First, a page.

Found to have Burkitt’s lymphoma at 8 years old, Brian shares his 14-year story
A Survivor’s Story: Brian Appel
Imagine being 8 years old and being told you have cancer. Now imagine being told that the cancer you have is so dangerous that you have a very poor chance of surviving and, if you do live, you will probably be a paraplegic.
I was diagnosed with stage IV Burkitt’s lymphoma and had to stare cancer in the face. Tumors eroded the bones in my sinus cavity, penetrated my skull, covered my spine and compressed my spinal column while my bone marrow was full of cancer cells. In an instant, my life changed forever.
Cohen Children’s Medical Center became my new home. I endured countless procedures –CT scans, MRIs, transfusions, radiation and high dosages of chemotherapy – all in an attempt to keep me alive. The nurses became my extended family and I learned to live and make friends on the pediatric oncology unit. It was the rollercoaster ride of a lifetime, but with the support from my family and friends, time passed. Slowly my prognosis changed from “guarded” and “poor” to cautiously optimistic. I left the hospital five months later, still a silly kid, but much older and wiser inside.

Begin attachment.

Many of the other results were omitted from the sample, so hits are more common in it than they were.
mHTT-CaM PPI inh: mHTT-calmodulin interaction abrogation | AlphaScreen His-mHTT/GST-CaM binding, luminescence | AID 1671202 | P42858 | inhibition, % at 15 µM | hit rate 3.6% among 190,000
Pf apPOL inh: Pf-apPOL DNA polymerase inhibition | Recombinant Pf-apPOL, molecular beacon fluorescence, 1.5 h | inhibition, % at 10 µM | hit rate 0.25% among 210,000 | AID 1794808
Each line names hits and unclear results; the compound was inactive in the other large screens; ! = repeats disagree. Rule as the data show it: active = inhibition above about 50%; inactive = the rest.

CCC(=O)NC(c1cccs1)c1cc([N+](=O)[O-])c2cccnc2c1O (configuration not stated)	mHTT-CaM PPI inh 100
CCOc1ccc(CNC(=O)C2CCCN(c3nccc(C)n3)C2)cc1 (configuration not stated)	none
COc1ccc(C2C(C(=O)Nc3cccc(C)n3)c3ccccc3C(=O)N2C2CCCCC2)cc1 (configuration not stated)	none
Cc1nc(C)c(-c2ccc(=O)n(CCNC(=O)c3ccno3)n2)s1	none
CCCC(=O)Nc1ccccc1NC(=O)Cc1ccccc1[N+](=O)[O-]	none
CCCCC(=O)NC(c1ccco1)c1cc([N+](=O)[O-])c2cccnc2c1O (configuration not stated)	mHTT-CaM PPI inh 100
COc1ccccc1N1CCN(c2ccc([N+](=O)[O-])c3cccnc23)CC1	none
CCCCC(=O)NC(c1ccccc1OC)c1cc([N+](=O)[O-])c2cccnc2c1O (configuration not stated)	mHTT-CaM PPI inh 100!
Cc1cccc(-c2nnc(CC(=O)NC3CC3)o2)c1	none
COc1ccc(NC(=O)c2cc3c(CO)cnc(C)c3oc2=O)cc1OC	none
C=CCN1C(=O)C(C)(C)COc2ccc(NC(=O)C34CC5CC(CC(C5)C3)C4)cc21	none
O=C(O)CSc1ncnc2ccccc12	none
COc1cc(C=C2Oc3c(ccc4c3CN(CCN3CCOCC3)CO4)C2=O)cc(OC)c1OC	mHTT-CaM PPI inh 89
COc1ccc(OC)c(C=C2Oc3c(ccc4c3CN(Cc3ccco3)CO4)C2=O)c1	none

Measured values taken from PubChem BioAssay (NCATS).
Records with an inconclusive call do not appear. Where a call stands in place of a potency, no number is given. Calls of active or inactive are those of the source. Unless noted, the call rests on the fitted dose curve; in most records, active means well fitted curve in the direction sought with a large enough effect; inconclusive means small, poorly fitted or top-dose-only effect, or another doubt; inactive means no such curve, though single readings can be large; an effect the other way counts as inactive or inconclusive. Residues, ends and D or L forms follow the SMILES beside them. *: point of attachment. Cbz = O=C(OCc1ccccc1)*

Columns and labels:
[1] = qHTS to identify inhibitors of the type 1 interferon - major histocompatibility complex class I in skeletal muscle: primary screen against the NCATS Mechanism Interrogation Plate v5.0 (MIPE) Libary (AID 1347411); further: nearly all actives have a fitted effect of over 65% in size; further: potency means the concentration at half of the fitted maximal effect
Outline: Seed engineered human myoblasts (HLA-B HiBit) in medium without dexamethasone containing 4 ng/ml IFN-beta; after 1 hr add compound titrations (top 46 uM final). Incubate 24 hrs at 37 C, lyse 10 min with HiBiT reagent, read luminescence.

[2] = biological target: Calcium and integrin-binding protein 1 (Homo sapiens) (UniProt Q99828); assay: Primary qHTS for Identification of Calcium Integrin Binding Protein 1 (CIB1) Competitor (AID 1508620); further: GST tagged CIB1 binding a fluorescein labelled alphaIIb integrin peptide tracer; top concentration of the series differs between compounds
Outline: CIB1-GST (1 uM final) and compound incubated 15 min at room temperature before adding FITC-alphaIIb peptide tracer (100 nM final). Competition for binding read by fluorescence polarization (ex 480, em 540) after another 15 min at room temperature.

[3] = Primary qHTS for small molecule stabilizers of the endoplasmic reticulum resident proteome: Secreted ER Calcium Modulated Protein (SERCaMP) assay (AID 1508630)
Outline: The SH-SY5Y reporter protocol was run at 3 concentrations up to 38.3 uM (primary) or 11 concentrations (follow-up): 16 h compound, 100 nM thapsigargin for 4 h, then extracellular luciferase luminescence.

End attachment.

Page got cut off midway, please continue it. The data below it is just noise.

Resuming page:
Today I am a 22-year-old and proud to say that I not only graduated with honors from Farmingdale State College with an Associate in Arts degree, but I also graduated as valedictorian from the Robert J. Hochsteim School of Radiography. I am currently working at a local community hospital and love to spend my free time working out in the gym.
The Survivors Facing Forward program gives me the confidence that someone is still watching over my health and my future. Surviving cancer doesn’t just end with your last dose of chemo. I know that no matter what comes my way, there is someone to go to who will take an interest in me and make sure the right health decisions are made. There is more to living that just surviving. Let’s face it… surviving means I get to celebrate two birthdays!
Survivors Facing Forward Program
As childhood survivors of cancer have grown into adults, it has become clear that cure is not the end of their journey. For many of these patients, the cure has been achieved at a significant price, including medical, psychological and social complications related to their treatment. Early identification and management of these late effects of therapy requires risk-focused care and surveillance throughout life.
To insure that Brian stays healthy 20, 30 and 40 or more years after treatment, it is extremely important for him to have a personalized, risk-based health maintenance plan that includes appropriate screening. Often, these plans can only be obtained from a survivorship program such as Survivors Facing Forward. Through the program, survivors like Brian can feel confident that their current and future health is being looked after, including any possible late effects from treatment.
For more information on the Survivors Facing Forward program or to schedule an appointment, please contact the program’s clinical coordinator, Theresa Mayr, RN, CPON, at (718) 470-3151 or firstname.lastname@example.org.